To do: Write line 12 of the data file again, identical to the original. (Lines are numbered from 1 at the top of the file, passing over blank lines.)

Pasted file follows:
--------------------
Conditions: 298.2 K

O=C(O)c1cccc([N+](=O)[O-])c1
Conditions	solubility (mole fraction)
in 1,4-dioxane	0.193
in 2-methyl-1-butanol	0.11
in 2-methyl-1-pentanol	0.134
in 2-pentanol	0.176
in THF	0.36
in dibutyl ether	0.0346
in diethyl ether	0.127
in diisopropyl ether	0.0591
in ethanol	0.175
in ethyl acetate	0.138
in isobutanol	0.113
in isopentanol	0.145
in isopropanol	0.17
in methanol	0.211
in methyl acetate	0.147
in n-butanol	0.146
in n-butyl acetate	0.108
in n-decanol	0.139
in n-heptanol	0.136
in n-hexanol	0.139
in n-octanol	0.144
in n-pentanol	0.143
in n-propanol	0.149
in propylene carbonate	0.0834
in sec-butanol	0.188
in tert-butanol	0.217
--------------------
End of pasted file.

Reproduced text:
in ethanol	0.175